New Zealanders Shihad have dropped a bomb with album number nine, FVEY, a bristling, shouting, angry, heavy, dark slab of rock’n’ roll that threatens to destroy all in its path. Lead guitarist, Phil Knight, speaks to SHANE PINNEGAR in the lead up to their show at the Rosemount Hotel, Saturday November 1.
There’s nothing light or ‘pop’ about Shihad’s mighty new album: from the title on down they’re tackling some weighty issues head on.
“Well, it’s called FVEY,” he says, “it’s actually an acronym for The Five Eyes, which is an intelligence-gathering alliance between five countries – Australia, New Zealand, Canada, UK and the US. They abbreviate FVEY, Five Eyes. I would say Five Eye.
“I guess as far as the songs go, there is a general overarching theme of paranoia about the use of surveillance, the collection of metadata, people listening and tracking what we do.”
Knight says that some of the lyrics on FVEY were influenced by singer, Jon Toogood, marrying his partner Dana in her homeland of the Sudan midway through recording the album.
“Jon went and got married in Khartoum. That was sort of in-between the recording of the album and him laying down the vocal tracks. Seeing that side of life and how people live over there, that definitely had an impact on his lyric writing when he got back, for sure.”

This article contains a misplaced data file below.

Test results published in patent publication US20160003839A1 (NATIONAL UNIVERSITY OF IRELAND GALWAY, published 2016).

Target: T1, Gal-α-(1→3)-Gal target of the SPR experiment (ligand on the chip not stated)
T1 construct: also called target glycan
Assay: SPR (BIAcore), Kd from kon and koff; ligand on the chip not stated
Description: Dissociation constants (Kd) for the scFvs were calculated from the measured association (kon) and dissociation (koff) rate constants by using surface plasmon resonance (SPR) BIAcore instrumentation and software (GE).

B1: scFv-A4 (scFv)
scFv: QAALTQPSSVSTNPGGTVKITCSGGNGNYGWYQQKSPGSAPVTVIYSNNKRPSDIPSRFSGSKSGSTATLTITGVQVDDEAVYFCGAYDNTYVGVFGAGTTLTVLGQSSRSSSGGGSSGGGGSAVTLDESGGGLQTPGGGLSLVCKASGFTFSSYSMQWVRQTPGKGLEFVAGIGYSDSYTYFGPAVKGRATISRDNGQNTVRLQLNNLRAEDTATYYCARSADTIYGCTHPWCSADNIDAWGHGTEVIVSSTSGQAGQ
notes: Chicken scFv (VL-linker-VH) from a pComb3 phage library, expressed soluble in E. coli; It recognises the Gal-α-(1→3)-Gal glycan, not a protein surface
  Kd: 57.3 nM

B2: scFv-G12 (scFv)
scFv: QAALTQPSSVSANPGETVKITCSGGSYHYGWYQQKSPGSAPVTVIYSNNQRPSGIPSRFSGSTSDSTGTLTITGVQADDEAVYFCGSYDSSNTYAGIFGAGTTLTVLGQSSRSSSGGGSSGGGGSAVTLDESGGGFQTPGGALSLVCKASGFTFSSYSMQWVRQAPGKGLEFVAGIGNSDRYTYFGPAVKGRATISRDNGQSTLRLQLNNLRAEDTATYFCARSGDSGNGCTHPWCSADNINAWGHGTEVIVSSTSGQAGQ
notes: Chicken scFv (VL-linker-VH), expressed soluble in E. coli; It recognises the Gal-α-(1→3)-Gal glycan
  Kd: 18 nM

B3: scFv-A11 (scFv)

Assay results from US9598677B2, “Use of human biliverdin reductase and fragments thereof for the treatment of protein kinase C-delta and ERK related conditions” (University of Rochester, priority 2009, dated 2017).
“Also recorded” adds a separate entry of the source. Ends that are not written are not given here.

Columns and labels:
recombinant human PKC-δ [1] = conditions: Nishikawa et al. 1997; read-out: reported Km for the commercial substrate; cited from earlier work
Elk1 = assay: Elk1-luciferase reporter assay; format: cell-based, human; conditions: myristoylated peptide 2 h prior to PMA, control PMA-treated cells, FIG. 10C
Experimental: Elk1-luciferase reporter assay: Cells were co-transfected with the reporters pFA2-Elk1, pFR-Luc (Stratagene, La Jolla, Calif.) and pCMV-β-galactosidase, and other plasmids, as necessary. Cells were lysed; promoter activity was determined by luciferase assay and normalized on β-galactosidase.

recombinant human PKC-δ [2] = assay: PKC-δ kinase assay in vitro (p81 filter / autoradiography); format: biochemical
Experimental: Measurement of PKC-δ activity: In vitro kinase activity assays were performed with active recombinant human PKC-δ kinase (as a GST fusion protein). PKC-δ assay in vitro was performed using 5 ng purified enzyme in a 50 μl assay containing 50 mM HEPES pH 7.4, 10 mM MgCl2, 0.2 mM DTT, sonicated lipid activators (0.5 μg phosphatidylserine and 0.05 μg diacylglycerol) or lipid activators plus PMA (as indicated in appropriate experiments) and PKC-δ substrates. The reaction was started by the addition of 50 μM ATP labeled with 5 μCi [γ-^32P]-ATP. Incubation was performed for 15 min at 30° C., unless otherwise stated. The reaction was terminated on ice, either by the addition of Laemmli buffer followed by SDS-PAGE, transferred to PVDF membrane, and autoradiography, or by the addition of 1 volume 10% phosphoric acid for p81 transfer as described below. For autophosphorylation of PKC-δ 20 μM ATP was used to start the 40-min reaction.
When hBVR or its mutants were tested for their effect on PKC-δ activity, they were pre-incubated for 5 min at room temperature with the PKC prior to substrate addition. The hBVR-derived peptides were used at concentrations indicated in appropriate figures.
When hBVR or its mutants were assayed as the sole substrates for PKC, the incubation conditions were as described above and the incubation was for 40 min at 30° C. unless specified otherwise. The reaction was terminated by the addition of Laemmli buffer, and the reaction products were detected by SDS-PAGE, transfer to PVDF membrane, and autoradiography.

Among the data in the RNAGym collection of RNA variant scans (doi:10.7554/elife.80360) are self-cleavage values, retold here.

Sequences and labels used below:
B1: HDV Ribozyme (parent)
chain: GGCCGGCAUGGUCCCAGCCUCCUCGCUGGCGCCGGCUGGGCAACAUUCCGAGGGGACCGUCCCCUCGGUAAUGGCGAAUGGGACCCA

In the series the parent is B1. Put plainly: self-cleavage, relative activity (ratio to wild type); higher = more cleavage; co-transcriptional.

Touted as their most uncompromising album since their debut, Churn, recorded a surprising 20 years ago, FVEY sees the band working with producer Jaz Coleman (Killing Joke) for the first time in those two decades. Was he the same kind of guy to work with all those years later?
“In some ways, but in some ways not,” Knight says. “He was 20 years younger then! He was still drinking and stuff back then – he gave up drinking 10 years ago. So did I, we sort of clicked on that, we’re sort of simpatico on that level. We both sort of mellowed out a little bit. Both have been easier to work with. But he’s still the same passionate, opinionated sort of old punk rocker guy that we worked with back in ’93.
“He’s just been an amazing energy to be around, very energetic with what he brings to the mix as a producer and an orchestrator. He’s got this whole punk rock thing where he also knows how to… he was standing in the middle of the room sort of conducting us as we were playing,” the guitarist laughs.
Live is where Shihad have always excelled, and they’ll be touring the album around the country in October-November. Knight feels like they’ve captured the band’s live essence on FVEY.
“I think we have, definitely with this album,” he affirms. “Definitely more than on the previous albums. I mean, we’ve played together for so long as a band, and having Jaz there, we always knew that we could record live and get it down, but especially over the last couple of albums we just found ourselves just getting caught up. Because Tom (Larkin, drums) owns his own recording studio and we just found ourselves spending months overdubbing guitar after guitar after guitar, just trying to make everything perfect. We can play a great live show, we can record great live tunes. But, yeah, we just got lost in the whole production of things.”